The Golden Age of Plane Food

It’s interesting to know a typical economy class plane food back in the ’70s looked like this:


Image Credit: SAS Museum

With a choice of: “caviar d’astrachan, roast fillet of beef peridgourdine, artichoke bottoms with asparagus tips as well as a crab and avocado cocktail.” Sounds amazing even if I didn’t understand half of what’s been said there!

Now you’re lucky to even find half of that same set-up:


On North Korea’s Air Koryo, ranked as the world’s worst airline. Image Credit: telegraph.co.uk

Now that’s being a little too overboard. Here’s a typical breakfast, as anyone would recognize:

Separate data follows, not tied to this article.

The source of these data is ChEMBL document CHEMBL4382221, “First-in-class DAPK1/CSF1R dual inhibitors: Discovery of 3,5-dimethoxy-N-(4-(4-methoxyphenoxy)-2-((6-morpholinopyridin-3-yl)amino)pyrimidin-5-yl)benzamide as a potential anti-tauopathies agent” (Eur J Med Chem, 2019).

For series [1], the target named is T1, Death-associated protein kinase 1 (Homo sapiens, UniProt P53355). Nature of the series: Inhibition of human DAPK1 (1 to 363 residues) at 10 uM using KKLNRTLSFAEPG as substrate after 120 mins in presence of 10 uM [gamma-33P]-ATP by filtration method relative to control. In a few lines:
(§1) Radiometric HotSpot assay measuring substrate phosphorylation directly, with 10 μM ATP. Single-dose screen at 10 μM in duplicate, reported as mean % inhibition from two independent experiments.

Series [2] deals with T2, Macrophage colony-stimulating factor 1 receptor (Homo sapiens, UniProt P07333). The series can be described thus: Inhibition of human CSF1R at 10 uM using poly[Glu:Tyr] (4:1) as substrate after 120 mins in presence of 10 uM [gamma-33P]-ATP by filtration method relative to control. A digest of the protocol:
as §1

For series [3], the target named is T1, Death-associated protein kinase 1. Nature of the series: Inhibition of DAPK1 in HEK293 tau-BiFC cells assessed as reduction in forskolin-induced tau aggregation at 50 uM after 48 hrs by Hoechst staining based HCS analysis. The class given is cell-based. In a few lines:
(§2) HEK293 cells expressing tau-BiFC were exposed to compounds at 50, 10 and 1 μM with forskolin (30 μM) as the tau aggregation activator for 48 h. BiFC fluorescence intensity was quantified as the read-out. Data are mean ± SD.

Image Credit: Chris Wilko

This set-up has become totally accepted for travellers like me who cannot afford anything beyond an economy seat. I’m not complaining in any way, and to be given the opportunity to travel is something I am always so thankful for.

However, it would be nice to know how it was during the Golden Age of Flying– the 1950s and 1960s– when traveling by air was a total luxury and a one-way trip from New York to Geneva could cost you anywhere from 328.10 to 2,775 USD!

Here is Telegraph’s feature on “In Pictures: The Golden Age of Plane Food.” And for comparison, you can also check out their feature on the “World’s Worst Plane Food.

On a side note, why do airlines curate meals the way they do? Is it more important to serve meals that reflect the airline’s national identity over catering to passengers’ wishes? Or, is budget the biggest factor of these airplane meals? Would the airline company’s choice make a difference with what airline passengers go for?